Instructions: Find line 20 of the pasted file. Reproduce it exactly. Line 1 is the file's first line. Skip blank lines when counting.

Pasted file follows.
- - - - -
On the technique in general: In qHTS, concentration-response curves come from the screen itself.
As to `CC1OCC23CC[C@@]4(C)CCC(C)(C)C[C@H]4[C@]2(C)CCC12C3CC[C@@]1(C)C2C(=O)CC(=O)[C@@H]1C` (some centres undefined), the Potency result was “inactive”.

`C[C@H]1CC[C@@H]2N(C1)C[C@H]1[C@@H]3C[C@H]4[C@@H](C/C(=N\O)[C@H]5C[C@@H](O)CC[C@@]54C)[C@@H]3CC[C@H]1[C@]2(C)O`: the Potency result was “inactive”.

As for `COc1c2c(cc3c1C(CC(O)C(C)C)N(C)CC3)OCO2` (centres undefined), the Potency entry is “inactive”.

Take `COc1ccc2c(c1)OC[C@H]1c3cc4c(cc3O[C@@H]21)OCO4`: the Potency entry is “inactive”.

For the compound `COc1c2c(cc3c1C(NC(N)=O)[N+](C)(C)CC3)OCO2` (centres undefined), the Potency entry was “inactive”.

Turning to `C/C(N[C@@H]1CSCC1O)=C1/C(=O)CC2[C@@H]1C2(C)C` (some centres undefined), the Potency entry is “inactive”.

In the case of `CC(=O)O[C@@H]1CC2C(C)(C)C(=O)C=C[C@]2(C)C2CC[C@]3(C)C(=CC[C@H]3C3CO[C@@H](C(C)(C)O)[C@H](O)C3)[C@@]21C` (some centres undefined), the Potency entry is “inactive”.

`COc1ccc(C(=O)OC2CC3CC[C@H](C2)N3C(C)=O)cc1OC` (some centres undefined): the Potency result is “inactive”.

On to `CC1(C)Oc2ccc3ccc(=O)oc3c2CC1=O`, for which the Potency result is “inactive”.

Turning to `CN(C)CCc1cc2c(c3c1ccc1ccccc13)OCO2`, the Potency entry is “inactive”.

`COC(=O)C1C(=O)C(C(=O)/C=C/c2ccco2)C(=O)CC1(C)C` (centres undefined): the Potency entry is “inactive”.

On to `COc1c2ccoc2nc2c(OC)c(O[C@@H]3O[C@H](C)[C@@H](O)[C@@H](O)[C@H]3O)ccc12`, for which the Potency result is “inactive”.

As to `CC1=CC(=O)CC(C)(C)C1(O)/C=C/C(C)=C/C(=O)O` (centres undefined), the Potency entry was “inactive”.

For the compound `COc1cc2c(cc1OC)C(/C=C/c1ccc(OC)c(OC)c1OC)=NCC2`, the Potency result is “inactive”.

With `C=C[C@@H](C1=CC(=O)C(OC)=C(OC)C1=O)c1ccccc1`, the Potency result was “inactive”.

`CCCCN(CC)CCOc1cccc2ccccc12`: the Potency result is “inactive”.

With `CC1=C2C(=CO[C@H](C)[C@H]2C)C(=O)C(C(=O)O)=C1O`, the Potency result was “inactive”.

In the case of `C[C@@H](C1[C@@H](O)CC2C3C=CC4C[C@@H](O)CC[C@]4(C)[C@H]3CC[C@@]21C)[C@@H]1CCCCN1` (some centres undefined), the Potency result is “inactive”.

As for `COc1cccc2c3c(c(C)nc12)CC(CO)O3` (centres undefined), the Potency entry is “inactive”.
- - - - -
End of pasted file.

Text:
As for `COc1cccc2c3c(c(C)nc12)CC(CO)O3` (centres undefined), the Potency entry is “inactive”.